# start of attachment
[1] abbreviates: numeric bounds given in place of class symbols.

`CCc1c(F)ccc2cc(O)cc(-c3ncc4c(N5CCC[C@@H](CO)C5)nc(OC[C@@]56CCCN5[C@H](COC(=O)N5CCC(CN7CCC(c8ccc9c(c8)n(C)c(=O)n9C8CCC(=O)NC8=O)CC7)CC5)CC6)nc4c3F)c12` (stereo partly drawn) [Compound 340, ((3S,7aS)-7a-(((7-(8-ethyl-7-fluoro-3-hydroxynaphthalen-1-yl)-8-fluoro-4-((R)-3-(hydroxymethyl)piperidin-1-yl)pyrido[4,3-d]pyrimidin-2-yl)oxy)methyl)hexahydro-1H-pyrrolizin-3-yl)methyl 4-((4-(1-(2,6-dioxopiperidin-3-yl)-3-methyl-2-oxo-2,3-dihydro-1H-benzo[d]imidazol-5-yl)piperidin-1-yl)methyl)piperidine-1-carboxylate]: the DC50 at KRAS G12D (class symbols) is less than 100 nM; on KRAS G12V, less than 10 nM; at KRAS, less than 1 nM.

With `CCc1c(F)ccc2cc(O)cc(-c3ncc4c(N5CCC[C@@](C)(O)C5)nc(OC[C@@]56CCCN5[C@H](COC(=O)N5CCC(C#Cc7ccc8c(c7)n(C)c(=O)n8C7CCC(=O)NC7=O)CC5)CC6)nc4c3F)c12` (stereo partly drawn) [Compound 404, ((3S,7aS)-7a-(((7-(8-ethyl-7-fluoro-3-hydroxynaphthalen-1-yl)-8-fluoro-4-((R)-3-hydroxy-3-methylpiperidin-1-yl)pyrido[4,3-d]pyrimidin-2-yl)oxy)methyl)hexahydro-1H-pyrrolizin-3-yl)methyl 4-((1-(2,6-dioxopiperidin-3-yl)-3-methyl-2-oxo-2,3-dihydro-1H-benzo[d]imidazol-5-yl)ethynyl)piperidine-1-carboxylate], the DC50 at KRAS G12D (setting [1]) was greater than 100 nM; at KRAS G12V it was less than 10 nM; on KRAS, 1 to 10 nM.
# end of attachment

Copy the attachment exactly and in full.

[1] abbreviates: numeric bounds given in place of class symbols.

`CCc1c(F)ccc2cc(O)cc(-c3ncc4c(N5CCC[C@@H](CO)C5)nc(OC[C@@]56CCCN5[C@H](COC(=O)N5CCC(CN7CCC(c8ccc9c(c8)n(C)c(=O)n9C8CCC(=O)NC8=O)CC7)CC5)CC6)nc4c3F)c12` (stereo partly drawn) [Compound 340, ((3S,7aS)-7a-(((7-(8-ethyl-7-fluoro-3-hydroxynaphthalen-1-yl)-8-fluoro-4-((R)-3-(hydroxymethyl)piperidin-1-yl)pyrido[4,3-d]pyrimidin-2-yl)oxy)methyl)hexahydro-1H-pyrrolizin-3-yl)methyl 4-((4-(1-(2,6-dioxopiperidin-3-yl)-3-methyl-2-oxo-2,3-dihydro-1H-benzo[d]imidazol-5-yl)piperidin-1-yl)methyl)piperidine-1-carboxylate]: the DC50 at KRAS G12D (class symbols) is less than 100 nM; on KRAS G12V, less than 10 nM; at KRAS, less than 1 nM.

With `CCc1c(F)ccc2cc(O)cc(-c3ncc4c(N5CCC[C@@](C)(O)C5)nc(OC[C@@]56CCCN5[C@H](COC(=O)N5CCC(C#Cc7ccc8c(c7)n(C)c(=O)n8C7CCC(=O)NC7=O)CC5)CC6)nc4c3F)c12` (stereo partly drawn) [Compound 404, ((3S,7aS)-7a-(((7-(8-ethyl-7-fluoro-3-hydroxynaphthalen-1-yl)-8-fluoro-4-((R)-3-hydroxy-3-methylpiperidin-1-yl)pyrido[4,3-d]pyrimidin-2-yl)oxy)methyl)hexahydro-1H-pyrrolizin-3-yl)methyl 4-((1-(2,6-dioxopiperidin-3-yl)-3-methyl-2-oxo-2,3-dihydro-1H-benzo[d]imidazol-5-yl)ethynyl)piperidine-1-carboxylate], the DC50 at KRAS G12D (setting [1]) was greater than 100 nM; at KRAS G12V it was less than 10 nM; on KRAS, 1 to 10 nM.